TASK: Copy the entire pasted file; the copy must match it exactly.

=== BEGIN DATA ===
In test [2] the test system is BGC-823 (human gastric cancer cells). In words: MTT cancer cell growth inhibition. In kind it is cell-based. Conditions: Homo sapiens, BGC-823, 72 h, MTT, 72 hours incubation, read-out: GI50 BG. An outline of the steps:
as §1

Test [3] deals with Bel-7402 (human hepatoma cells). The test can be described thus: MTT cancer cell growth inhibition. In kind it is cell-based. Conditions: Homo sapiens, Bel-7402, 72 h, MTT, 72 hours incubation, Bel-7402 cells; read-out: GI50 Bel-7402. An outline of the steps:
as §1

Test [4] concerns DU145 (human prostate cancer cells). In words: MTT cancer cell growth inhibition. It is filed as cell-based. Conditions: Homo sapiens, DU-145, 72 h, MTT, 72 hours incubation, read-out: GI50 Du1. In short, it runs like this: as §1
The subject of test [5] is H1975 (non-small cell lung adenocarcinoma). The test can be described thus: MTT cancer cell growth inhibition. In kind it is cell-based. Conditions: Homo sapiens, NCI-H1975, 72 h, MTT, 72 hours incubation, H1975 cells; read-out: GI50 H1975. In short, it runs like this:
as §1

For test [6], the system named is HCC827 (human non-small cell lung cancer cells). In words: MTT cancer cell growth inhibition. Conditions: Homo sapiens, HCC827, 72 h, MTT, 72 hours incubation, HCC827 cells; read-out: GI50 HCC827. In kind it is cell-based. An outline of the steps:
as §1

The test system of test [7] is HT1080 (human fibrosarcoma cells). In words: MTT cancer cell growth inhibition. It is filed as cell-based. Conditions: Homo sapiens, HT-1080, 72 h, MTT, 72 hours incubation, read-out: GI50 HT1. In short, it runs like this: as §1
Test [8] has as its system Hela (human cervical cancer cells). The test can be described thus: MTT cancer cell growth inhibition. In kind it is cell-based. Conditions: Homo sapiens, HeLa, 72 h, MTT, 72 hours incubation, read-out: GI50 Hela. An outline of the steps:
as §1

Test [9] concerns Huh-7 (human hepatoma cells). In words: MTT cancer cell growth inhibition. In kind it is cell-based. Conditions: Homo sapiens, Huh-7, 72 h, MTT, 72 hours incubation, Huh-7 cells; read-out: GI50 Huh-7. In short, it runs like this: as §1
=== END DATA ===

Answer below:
In test [2] the test system is BGC-823 (human gastric cancer cells). In words: MTT cancer cell growth inhibition. In kind it is cell-based. Conditions: Homo sapiens, BGC-823, 72 h, MTT, 72 hours incubation, read-out: GI50 BG. An outline of the steps:
as §1

Test [3] deals with Bel-7402 (human hepatoma cells). The test can be described thus: MTT cancer cell growth inhibition. In kind it is cell-based. Conditions: Homo sapiens, Bel-7402, 72 h, MTT, 72 hours incubation, Bel-7402 cells; read-out: GI50 Bel-7402. An outline of the steps:
as §1

Test [4] concerns DU145 (human prostate cancer cells). In words: MTT cancer cell growth inhibition. It is filed as cell-based. Conditions: Homo sapiens, DU-145, 72 h, MTT, 72 hours incubation, read-out: GI50 Du1. In short, it runs like this: as §1
The subject of test [5] is H1975 (non-small cell lung adenocarcinoma). The test can be described thus: MTT cancer cell growth inhibition. In kind it is cell-based. Conditions: Homo sapiens, NCI-H1975, 72 h, MTT, 72 hours incubation, H1975 cells; read-out: GI50 H1975. In short, it runs like this:
as §1

For test [6], the system named is HCC827 (human non-small cell lung cancer cells). In words: MTT cancer cell growth inhibition. Conditions: Homo sapiens, HCC827, 72 h, MTT, 72 hours incubation, HCC827 cells; read-out: GI50 HCC827. In kind it is cell-based. An outline of the steps:
as §1

The test system of test [7] is HT1080 (human fibrosarcoma cells). In words: MTT cancer cell growth inhibition. It is filed as cell-based. Conditions: Homo sapiens, HT-1080, 72 h, MTT, 72 hours incubation, read-out: GI50 HT1. In short, it runs like this: as §1
Test [8] has as its system Hela (human cervical cancer cells). The test can be described thus: MTT cancer cell growth inhibition. In kind it is cell-based. Conditions: Homo sapiens, HeLa, 72 h, MTT, 72 hours incubation, read-out: GI50 Hela. An outline of the steps:
as §1

Test [9] concerns Huh-7 (human hepatoma cells). In words: MTT cancer cell growth inhibition. In kind it is cell-based. Conditions: Homo sapiens, Huh-7, 72 h, MTT, 72 hours incubation, Huh-7 cells; read-out: GI50 Huh-7. In short, it runs like this: as §1